Local representatives cast “no confidence” votes that led to Casada’s resignation

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Six local representatives had one thing in common yesterday – they all said they lost confidence in House Speaker Glen Casada’s leadership. 

State House Republicans delivered a resolution during a caucus meeting on Monday stating that the House has “no confidence” in Casada’s leadership. The 45-24 vote proved to be a blow to the speaker, who announced Tuesday afternoon that he planned to resign

Reps. Timothy Hill, R-Blountville, Matthew Hill, R-Jonesborough, Micah Van Huss, R-Jonesborough, John Holsclaw, R-Elizabethton, David Hawk, R-Greeneville, and Jeremy Faison, R-Cosby told News Channel 11 that they voted “no confidence” in a secret ballot.

Rep. Bud Hulsey, R-Kingsport, hadn’t returned a request for comment by 5 p.m. on Tuesday.

“I think that it’s time for the House to move forward with new leadership and we’ve got to do that,” Rep. Matthew Hill said Tuesday. “The people of Tennessee expect us to do that and the caucus overwhelmingly said that as well.”

When asked if he would run for the House Speaker position, Hill said he would issue a statement on the matter Wednesday. 

Hill, who is also Deputy Speaker of the House, and Van Huss said they made their decisions after learning during the meeting that Casada hadn’t been honest about lewd and racist texts exchanged with his former chief of staff, Cade Cothren. 

Cothren resigned after the texts surfaced. Casada made no move to resign leading up to the caucus meeting on Monday, after which Gov. Bill Lee called for his resignation

Casada said he was “disappointed” after the caucus meeting and issued a statement saying he would “work the next few months to regain the confidence of my colleagues so we can continue to build on the historic conservative accomplishments of this legislative session.”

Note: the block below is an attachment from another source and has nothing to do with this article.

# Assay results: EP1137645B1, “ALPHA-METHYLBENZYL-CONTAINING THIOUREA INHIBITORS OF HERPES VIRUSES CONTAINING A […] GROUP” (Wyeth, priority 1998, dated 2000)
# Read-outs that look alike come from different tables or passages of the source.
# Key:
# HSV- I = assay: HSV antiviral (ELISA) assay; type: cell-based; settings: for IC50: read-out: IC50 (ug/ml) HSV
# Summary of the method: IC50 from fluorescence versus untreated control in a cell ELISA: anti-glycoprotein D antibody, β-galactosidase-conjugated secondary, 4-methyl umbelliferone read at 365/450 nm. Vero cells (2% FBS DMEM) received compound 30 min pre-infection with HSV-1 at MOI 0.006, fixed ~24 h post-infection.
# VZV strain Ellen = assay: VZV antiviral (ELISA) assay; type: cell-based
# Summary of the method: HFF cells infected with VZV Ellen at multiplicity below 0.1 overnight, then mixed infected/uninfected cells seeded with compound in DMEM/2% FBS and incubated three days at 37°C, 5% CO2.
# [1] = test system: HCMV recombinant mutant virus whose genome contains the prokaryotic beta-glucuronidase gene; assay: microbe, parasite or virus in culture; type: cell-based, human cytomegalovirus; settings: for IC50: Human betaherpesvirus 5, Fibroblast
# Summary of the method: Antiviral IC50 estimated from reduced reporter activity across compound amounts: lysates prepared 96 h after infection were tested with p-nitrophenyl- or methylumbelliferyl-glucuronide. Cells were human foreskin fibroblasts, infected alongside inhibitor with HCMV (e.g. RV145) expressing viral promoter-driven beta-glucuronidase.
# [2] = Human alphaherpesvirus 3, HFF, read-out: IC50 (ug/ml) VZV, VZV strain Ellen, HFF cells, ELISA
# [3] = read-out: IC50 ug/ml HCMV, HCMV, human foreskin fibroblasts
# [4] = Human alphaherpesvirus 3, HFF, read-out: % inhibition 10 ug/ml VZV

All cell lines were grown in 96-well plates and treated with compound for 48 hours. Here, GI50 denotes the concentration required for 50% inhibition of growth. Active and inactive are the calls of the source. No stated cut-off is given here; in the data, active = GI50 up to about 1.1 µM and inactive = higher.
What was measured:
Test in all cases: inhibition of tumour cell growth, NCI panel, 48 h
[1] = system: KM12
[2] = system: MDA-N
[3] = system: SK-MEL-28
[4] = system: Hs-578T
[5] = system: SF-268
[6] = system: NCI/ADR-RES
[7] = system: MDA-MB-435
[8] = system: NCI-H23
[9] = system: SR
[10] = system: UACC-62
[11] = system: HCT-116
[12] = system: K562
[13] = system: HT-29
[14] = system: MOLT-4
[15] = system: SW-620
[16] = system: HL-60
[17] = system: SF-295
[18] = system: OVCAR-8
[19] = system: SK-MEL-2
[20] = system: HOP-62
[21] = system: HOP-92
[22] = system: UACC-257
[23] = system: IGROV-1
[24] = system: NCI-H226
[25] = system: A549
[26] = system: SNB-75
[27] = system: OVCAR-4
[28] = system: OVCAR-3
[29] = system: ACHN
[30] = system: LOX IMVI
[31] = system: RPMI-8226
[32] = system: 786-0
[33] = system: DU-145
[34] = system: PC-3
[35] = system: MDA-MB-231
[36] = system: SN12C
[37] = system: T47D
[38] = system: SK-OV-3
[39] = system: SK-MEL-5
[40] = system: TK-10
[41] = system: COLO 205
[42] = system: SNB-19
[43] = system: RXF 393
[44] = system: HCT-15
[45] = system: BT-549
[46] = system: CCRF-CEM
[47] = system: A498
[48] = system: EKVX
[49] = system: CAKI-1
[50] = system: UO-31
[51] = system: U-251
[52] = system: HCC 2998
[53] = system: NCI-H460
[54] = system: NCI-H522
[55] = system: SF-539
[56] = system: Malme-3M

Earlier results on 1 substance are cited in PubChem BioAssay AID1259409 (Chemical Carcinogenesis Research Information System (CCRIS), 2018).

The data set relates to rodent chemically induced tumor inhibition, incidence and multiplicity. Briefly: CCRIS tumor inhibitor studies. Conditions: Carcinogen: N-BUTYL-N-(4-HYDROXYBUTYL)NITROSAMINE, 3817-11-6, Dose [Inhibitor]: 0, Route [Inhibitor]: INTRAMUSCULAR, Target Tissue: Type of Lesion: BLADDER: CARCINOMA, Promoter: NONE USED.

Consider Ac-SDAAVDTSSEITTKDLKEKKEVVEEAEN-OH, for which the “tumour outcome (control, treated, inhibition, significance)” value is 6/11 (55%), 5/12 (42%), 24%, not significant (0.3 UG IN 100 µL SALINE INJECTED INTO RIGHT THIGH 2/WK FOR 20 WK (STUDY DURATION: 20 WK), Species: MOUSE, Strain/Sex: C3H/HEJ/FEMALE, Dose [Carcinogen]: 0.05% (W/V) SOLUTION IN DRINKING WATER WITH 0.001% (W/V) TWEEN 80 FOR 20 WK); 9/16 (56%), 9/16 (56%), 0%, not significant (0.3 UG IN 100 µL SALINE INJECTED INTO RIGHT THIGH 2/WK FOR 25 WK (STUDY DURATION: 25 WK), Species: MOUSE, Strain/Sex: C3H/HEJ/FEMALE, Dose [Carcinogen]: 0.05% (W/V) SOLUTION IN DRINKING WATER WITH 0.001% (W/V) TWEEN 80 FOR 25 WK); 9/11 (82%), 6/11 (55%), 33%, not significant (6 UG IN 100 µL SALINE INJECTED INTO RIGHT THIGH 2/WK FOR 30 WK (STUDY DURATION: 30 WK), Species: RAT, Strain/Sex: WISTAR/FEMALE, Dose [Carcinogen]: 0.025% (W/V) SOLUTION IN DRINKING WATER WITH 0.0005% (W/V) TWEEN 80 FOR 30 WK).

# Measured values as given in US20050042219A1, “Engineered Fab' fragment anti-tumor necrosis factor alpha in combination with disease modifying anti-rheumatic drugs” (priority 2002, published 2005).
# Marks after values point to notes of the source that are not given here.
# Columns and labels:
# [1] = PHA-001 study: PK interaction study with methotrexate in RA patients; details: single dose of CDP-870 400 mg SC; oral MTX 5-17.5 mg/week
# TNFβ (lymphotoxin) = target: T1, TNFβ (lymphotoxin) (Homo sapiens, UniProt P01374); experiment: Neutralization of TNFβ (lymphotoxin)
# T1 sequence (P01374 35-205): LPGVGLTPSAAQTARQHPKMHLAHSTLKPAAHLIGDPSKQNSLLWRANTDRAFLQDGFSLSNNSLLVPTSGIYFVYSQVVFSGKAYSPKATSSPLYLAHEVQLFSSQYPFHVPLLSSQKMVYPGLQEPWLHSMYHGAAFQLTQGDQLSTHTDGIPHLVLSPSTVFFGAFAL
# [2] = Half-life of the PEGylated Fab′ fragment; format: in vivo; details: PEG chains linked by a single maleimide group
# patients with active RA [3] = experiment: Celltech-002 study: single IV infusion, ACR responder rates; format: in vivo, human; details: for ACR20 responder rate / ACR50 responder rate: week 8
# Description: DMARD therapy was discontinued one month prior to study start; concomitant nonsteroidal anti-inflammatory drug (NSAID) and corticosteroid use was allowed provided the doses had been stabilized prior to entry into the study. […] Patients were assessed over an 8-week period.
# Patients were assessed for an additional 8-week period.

By Tuesday afternoon,  he issued a statement announcing his intent to resign as House Speaker in two weeks.

“When I return to town on June 3, I will meet with Caucus leadership to determine the best date for me to resign as Speaker so that I can help facilitate a smooth transition,” he said in the statement. 

Local legislators threw some names around of representatives that could fill the position- Faison and Hawk suggested letting Pro-Tem Speaker Bill Dunn take the position for the remainder of the session, and Holsclaw named Hawk in addition to Reps. Curtis Johnson, Cameron Sexton and Mike Carte as candidates. 

Hawk ran against Casada for the Speaker seat this session and was one of the first representatives to call for Casada’s resignation.

He told us that he doesn’t plan to run for Speaker again. 

“I ran for the Speaker position last November because I knew a Casada speakership would be a nightmare, and that’s exactly what it has been,” Hawk said, adding that he believes Casada should resign immediately.

“Speaker Casada has relayed through the media that he feels that he needs to take a vacation and he’ll come back on June the 3rd and tell us what his resignation plans are. That’s not good enough for the people of Tennessee.” 

Moving forward, House Republicans will need to have a special-called caucus election. Candidates seeking election would campaign over the summer, and the House would meet at the end of July or early August for an election.

A special session would be called after that to name the next Speaker, which would need to be called by the Governor.

The House could also wait until January for the House Speaker to be sworn in.

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